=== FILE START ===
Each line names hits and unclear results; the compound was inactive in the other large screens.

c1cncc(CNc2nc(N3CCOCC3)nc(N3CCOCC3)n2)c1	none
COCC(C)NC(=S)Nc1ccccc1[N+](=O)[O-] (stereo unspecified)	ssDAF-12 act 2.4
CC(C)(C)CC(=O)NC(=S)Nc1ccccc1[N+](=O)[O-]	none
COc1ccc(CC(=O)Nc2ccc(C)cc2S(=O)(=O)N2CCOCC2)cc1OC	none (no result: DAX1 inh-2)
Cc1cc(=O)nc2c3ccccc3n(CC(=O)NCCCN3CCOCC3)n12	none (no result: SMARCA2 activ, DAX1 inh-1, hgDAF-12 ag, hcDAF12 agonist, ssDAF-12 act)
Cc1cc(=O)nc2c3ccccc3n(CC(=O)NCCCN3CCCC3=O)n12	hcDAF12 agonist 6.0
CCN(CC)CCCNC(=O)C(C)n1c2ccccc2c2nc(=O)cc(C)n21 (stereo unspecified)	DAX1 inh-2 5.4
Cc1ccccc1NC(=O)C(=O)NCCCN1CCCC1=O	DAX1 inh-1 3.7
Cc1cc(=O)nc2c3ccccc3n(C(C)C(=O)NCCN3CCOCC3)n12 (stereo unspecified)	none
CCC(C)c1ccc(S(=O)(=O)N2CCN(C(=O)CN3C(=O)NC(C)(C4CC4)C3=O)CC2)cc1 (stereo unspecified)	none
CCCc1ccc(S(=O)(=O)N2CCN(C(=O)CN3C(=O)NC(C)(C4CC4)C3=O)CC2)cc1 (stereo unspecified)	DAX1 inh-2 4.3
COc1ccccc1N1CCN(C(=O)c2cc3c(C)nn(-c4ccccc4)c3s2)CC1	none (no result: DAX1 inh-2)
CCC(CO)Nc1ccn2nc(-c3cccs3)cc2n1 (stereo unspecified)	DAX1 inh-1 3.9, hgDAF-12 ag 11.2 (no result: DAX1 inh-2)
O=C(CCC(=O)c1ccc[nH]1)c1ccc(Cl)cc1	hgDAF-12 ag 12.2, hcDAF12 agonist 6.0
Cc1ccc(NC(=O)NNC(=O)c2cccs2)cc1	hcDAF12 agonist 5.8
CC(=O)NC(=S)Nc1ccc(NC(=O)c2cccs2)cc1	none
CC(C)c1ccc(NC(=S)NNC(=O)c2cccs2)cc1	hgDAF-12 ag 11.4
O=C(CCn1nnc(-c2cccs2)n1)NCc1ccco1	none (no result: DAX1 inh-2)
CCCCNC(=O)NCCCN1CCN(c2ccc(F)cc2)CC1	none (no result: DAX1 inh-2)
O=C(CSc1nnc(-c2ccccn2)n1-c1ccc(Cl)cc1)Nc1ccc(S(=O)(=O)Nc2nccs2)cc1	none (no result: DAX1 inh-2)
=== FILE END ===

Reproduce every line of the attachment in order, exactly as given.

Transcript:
Each line names hits and unclear results; the compound was inactive in the other large screens.

c1cncc(CNc2nc(N3CCOCC3)nc(N3CCOCC3)n2)c1	none
COCC(C)NC(=S)Nc1ccccc1[N+](=O)[O-] (stereo unspecified)	ssDAF-12 act 2.4
CC(C)(C)CC(=O)NC(=S)Nc1ccccc1[N+](=O)[O-]	none
COc1ccc(CC(=O)Nc2ccc(C)cc2S(=O)(=O)N2CCOCC2)cc1OC	none (no result: DAX1 inh-2)
Cc1cc(=O)nc2c3ccccc3n(CC(=O)NCCCN3CCOCC3)n12	none (no result: SMARCA2 activ, DAX1 inh-1, hgDAF-12 ag, hcDAF12 agonist, ssDAF-12 act)
Cc1cc(=O)nc2c3ccccc3n(CC(=O)NCCCN3CCCC3=O)n12	hcDAF12 agonist 6.0
CCN(CC)CCCNC(=O)C(C)n1c2ccccc2c2nc(=O)cc(C)n21 (stereo unspecified)	DAX1 inh-2 5.4
Cc1ccccc1NC(=O)C(=O)NCCCN1CCCC1=O	DAX1 inh-1 3.7
Cc1cc(=O)nc2c3ccccc3n(C(C)C(=O)NCCN3CCOCC3)n12 (stereo unspecified)	none
CCC(C)c1ccc(S(=O)(=O)N2CCN(C(=O)CN3C(=O)NC(C)(C4CC4)C3=O)CC2)cc1 (stereo unspecified)	none
CCCc1ccc(S(=O)(=O)N2CCN(C(=O)CN3C(=O)NC(C)(C4CC4)C3=O)CC2)cc1 (stereo unspecified)	DAX1 inh-2 4.3
COc1ccccc1N1CCN(C(=O)c2cc3c(C)nn(-c4ccccc4)c3s2)CC1	none (no result: DAX1 inh-2)
CCC(CO)Nc1ccn2nc(-c3cccs3)cc2n1 (stereo unspecified)	DAX1 inh-1 3.9, hgDAF-12 ag 11.2 (no result: DAX1 inh-2)
O=C(CCC(=O)c1ccc[nH]1)c1ccc(Cl)cc1	hgDAF-12 ag 12.2, hcDAF12 agonist 6.0
Cc1ccc(NC(=O)NNC(=O)c2cccs2)cc1	hcDAF12 agonist 5.8
CC(=O)NC(=S)Nc1ccc(NC(=O)c2cccs2)cc1	none
CC(C)c1ccc(NC(=S)NNC(=O)c2cccs2)cc1	hgDAF-12 ag 11.4
O=C(CCn1nnc(-c2cccs2)n1)NCc1ccco1	none (no result: DAX1 inh-2)
CCCCNC(=O)NCCCN1CCN(c2ccc(F)cc2)CC1	none (no result: DAX1 inh-2)
O=C(CSc1nnc(-c2ccccn2)n1-c1ccc(Cl)cc1)Nc1ccc(S(=O)(=O)Nc2nccs2)cc1	none (no result: DAX1 inh-2)